Bringing Payments to your Fingertips: How Biometrics are Changing Payment Security and Access

August 14, 2018         By: Kevin Trilli

The way we make payments is changing. A big part of the transformation is biometrics – technology that’s becoming increasingly popular, especially when it comes to identity authentication. Using the unique characteristics of an individual to identify them isn’t new. But combining them with a traditional credit or debit card, means consumers can now make payments with their fingerprints, a selfie, or simply by saying a word or phrase out loud. According to IBM, 75% of millennials are now comfortable using biometrics and 87% of all adults say they’ll be comfortable with them in the future. This could mean traditional payment methods, such as the use of a PIN or password, might be outdated before we know it.

The introduction of biometrics to the payments process is disrupting the wider industry in two major ways. First, it’s making the customer experience more convenient; and second, it’s reducing the risk of their identity being stolen in the process. When it comes to making a payment, the right balance needs to be struck between consumer convenience, and consumer security. Biometrics are helping achieve this perfect balance, and coupled with cutting-edge technology like machine learning and artificial intelligence, will keep us one step ahead of fraudsters in the future.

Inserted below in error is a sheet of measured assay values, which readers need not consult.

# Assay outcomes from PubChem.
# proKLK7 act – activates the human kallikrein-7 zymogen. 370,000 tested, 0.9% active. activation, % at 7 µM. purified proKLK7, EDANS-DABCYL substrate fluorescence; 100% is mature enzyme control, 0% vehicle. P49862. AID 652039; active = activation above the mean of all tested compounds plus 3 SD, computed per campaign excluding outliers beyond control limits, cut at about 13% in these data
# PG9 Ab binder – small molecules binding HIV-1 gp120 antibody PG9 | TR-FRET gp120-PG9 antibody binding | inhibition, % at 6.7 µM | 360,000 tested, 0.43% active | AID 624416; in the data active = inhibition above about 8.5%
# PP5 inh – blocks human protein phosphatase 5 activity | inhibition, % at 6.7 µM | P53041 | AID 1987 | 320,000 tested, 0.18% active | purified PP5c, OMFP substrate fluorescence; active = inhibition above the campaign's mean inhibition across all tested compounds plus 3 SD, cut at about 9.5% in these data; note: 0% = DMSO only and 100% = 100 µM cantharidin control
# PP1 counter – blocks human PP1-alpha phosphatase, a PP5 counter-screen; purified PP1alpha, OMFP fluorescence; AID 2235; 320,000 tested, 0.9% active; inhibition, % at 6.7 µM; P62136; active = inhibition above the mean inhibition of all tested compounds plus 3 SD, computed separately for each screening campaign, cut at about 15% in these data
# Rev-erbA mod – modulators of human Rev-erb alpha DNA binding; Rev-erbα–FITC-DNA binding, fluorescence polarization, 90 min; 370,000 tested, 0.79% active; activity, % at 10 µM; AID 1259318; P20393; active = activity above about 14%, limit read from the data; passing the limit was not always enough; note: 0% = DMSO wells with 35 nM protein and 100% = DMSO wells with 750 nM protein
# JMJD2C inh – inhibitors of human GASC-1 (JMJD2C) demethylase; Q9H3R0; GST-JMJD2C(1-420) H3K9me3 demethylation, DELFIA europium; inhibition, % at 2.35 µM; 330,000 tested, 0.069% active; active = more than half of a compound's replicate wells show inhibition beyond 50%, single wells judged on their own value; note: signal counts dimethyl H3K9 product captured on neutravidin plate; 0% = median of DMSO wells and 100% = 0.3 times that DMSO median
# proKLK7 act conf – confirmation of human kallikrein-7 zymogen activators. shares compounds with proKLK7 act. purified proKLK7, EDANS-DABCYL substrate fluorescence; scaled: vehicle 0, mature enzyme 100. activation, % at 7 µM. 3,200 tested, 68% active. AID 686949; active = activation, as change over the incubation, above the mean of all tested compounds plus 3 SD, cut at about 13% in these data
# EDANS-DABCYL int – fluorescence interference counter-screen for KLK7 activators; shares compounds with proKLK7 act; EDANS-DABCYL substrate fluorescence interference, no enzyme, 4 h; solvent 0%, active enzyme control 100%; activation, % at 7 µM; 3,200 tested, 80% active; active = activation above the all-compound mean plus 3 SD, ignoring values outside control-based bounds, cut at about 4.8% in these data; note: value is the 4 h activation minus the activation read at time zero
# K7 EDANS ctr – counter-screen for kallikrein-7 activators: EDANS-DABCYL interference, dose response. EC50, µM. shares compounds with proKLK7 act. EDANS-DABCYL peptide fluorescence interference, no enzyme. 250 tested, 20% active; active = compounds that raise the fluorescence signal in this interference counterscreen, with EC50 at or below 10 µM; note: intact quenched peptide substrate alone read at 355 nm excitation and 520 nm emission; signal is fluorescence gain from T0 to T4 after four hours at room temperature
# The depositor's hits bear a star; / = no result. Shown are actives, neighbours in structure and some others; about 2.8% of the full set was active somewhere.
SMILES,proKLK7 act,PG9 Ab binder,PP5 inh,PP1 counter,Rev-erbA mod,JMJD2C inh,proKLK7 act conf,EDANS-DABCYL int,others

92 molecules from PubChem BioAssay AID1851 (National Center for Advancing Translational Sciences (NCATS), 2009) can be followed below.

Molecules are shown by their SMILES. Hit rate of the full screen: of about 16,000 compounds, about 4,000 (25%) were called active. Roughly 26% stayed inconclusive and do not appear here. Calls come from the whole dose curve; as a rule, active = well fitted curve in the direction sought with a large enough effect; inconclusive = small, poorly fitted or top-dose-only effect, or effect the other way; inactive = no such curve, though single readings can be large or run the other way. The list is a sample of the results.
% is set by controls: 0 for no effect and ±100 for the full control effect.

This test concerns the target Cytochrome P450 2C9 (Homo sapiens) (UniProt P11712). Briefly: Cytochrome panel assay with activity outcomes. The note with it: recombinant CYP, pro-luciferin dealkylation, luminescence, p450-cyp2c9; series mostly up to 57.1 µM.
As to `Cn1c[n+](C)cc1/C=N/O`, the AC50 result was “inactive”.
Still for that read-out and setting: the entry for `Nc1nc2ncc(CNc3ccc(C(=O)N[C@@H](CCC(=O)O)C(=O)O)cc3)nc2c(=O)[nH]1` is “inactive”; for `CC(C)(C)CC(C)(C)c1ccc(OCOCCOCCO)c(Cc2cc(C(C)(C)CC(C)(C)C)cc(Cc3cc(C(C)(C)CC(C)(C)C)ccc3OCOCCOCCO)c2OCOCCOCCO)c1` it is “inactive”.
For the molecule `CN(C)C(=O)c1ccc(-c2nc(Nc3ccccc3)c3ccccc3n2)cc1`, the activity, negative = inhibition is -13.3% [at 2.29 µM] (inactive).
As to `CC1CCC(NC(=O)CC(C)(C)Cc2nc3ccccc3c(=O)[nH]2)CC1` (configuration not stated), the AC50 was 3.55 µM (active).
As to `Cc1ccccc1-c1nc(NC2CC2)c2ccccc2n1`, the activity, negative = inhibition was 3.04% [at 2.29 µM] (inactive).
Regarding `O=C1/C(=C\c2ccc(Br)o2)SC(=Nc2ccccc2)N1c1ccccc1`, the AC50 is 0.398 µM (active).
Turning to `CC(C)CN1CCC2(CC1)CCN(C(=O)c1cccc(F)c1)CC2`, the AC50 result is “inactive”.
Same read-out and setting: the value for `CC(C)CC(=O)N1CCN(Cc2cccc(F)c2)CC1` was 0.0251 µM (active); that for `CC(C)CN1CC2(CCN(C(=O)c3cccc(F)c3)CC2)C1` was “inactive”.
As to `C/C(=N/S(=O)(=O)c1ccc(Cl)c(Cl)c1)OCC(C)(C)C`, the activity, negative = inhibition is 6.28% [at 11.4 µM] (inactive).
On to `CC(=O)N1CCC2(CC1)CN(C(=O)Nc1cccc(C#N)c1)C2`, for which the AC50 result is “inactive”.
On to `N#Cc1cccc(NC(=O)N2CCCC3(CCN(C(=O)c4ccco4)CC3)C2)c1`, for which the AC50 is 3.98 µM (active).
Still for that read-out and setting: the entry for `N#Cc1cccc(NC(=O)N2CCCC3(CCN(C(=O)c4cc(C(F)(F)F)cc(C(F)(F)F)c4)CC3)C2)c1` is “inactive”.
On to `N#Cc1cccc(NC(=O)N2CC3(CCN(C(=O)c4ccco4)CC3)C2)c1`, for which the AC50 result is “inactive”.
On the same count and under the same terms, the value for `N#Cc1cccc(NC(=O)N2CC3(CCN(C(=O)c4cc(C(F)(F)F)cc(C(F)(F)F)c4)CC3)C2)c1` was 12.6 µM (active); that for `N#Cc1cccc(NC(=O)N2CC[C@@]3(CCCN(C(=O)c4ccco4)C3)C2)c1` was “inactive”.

The consumer comes first

Modern consumers have increasingly busy lifestyles and conflicting demands. The average consumer neither wants nor has time to keep track of multiple different passwords or PINs, especially if it exposes them to fraudulent activity. That services can be accessed almost instantaneously and without cost is now a basic expectation – and delivering a smooth, frictionless experience for customers a necessity if providers want to remain competitive.

Convenience and control have always steered innovation in the payments industry, as the widespread adoption of contactless cards over the past 10 years shows. Time is money – and bringing payments to a customer’s fingertips is just the latest innovation that’s helping enhance the customer journey. And it’s gathering speed: Mastercard has already announced that from April 2019, card users will be able to make payments using fingerprint and facial recognition technology, with new scanners built into cards.

 

Tackling identity fraud